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Thin AL rookie class, but Wil Myers' upside is real

By Dayn Perry | Baseball Writer

Expect more of the same from AL Rookie of the Year Wil Myers. (USATSI)
Expect more of the same from AL Rookie of the Year Wil Myers. (USATSI)

MORE: Myers named AL Rookie of the Year | EOB rookie ballots

As my colleague Mike Axisa has rightly pointed out, this year's crop of American League rookies was far inferior to that of the National League. There's no disputing that point, but let's take a moment to acknowledge the excellent long-term of potential of Rays outfielder Wil Myers, who took home the AL hardware on Monday.

To be sure, future potential isn't part of the Rookie of the Year calculus, as past winners like, oh, Chris Coghlan, Angel Berroa, Eric Hinske, Jason Jennings and so many others prove, at least in retrospect. In Myers's case, though, his new plaque only hints at his performance ceiling. That's been apparent from very early in his career.

Myers, of course, was the key prospect in the December 2012 trade that sent veteran right-hander James Shields from the Rays to the Royals. The Royals originally drafted him in 2009 in the third round, but even that undersells his stock as an amateur. As Baseball America noted at the time, Myers, then projected as a catcher, was considered to have first-round skills and wasn't expected to stick around past the supplemental round. However, "signability" concerns (Myers was a University of South Carolina commit) may have caused him to slip. Even so, the Royals paid him a signing bonus of $2 million, which was well above slot and indicated they viewed him as something more than a "mere" third-rounder.

Myers resumed hitting as a pro and never really stopped. As an 18-year-old, he batted .369/.427/.679 across two rookie-ball levels. The following year he put up a .934 OPS in Low- and High-A despite playing against a significantly older peer group. Duly impressed, the Royals moved him from behind the plate and to the outfield in order to hasten his expected arrival in Kansas City.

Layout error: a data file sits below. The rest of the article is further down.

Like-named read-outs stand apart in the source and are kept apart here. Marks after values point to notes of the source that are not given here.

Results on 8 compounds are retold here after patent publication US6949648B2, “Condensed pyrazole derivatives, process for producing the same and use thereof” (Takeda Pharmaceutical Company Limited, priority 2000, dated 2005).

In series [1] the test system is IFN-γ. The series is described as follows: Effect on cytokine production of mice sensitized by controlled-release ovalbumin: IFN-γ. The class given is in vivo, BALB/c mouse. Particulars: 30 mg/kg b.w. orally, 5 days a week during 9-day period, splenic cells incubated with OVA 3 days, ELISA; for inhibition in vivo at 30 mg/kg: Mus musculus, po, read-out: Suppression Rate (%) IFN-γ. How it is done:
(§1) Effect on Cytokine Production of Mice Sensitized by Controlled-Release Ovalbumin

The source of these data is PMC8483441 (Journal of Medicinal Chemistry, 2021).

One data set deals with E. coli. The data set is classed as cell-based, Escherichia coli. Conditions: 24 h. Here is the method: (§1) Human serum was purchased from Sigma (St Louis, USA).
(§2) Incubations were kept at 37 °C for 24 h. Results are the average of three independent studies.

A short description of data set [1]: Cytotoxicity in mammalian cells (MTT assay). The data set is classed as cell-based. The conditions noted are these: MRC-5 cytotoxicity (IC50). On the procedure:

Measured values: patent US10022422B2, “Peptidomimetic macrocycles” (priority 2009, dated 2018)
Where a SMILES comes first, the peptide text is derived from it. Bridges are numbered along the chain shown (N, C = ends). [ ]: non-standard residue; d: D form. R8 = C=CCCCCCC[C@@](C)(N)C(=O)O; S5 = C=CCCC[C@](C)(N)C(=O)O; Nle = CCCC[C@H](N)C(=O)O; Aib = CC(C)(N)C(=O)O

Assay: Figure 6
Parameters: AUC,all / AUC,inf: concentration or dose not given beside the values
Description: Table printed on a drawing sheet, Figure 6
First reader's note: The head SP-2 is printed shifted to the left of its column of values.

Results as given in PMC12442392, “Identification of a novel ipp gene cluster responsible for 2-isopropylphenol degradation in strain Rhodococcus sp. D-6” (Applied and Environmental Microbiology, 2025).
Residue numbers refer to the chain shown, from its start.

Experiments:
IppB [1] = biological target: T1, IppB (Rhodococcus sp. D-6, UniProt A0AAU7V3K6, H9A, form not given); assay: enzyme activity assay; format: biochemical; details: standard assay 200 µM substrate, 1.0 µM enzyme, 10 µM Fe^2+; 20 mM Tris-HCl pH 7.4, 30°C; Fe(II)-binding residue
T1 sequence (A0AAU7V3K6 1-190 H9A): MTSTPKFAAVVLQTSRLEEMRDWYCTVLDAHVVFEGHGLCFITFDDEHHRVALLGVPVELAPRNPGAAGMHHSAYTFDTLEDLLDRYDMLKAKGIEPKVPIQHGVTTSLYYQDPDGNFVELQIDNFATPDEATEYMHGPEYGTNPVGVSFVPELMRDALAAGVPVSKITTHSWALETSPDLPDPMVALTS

In 2011, Myers's numbers dropped somewhat as he faced high-minors competition for the first time as a 20-year-old and dealt with a deep cut on his knee that became infected. In 2012,, though, Myers rebounded in a big way tallied a jaw-dropping 37 home runs across Double- and Triple-A. Coming into the 2013 season, Myers was ranked as the fourth-best prospect in baseball by both Baseball America and MLB.com. Then, of course, came that widely questioned trade (or widely hailed, from the Rays' standpoint) that sent Myers out of the Royals organization.

At Triple-A Durham, Myers overcame a somewhat slow start -- slow by his standards, anyway -- to bat .286/.356/.520 in the pitcher-friendly International League. The Rays kept him on the farm too long in order to manipulate his service-time clock, but once they did call him up he hit. Specifically, he batted .293/.354/.478 en route to, of course, winning AL Rookie of the Year laurels. Prorate those numbers to a full season, and Myers would've rung up 24 homers and 42 doubles as a 22-year-old.

Simply put, the scouting profile and performance record from rookie ball to the highest level suggest the best is yet to come for Myers. As noted, that's not always the case for rookies honored by the BBWAA. As for Myers, though, don't be surprised if he's one day in the mix for an even more coveted award: the MVP.

 
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